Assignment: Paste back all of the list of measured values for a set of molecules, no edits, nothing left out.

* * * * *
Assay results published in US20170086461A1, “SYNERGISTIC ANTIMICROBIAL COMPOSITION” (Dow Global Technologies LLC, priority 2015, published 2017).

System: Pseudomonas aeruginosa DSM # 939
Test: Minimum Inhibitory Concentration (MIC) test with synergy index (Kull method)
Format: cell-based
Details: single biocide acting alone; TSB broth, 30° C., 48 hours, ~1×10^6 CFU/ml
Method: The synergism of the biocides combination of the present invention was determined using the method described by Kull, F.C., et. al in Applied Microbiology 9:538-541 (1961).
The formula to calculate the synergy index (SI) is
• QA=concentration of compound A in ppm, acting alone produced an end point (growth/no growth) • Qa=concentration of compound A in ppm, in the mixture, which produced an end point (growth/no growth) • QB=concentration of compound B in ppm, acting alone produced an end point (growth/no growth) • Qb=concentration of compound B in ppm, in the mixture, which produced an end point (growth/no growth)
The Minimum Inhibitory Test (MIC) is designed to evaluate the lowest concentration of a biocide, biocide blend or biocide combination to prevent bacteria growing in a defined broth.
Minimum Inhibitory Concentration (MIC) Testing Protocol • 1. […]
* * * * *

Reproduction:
Assay results published in US20170086461A1, “SYNERGISTIC ANTIMICROBIAL COMPOSITION” (Dow Global Technologies LLC, priority 2015, published 2017).

System: Pseudomonas aeruginosa DSM # 939
Test: Minimum Inhibitory Concentration (MIC) test with synergy index (Kull method)
Format: cell-based
Details: single biocide acting alone; TSB broth, 30° C., 48 hours, ~1×10^6 CFU/ml
Method: The synergism of the biocides combination of the present invention was determined using the method described by Kull, F.C., et. al in Applied Microbiology 9:538-541 (1961).
The formula to calculate the synergy index (SI) is
• QA=concentration of compound A in ppm, acting alone produced an end point (growth/no growth) • Qa=concentration of compound A in ppm, in the mixture, which produced an end point (growth/no growth) • QB=concentration of compound B in ppm, acting alone produced an end point (growth/no growth) • Qb=concentration of compound B in ppm, in the mixture, which produced an end point (growth/no growth)
The Minimum Inhibitory Test (MIC) is designed to evaluate the lowest concentration of a biocide, biocide blend or biocide combination to prevent bacteria growing in a defined broth.
Minimum Inhibitory Concentration (MIC) Testing Protocol • 1. […]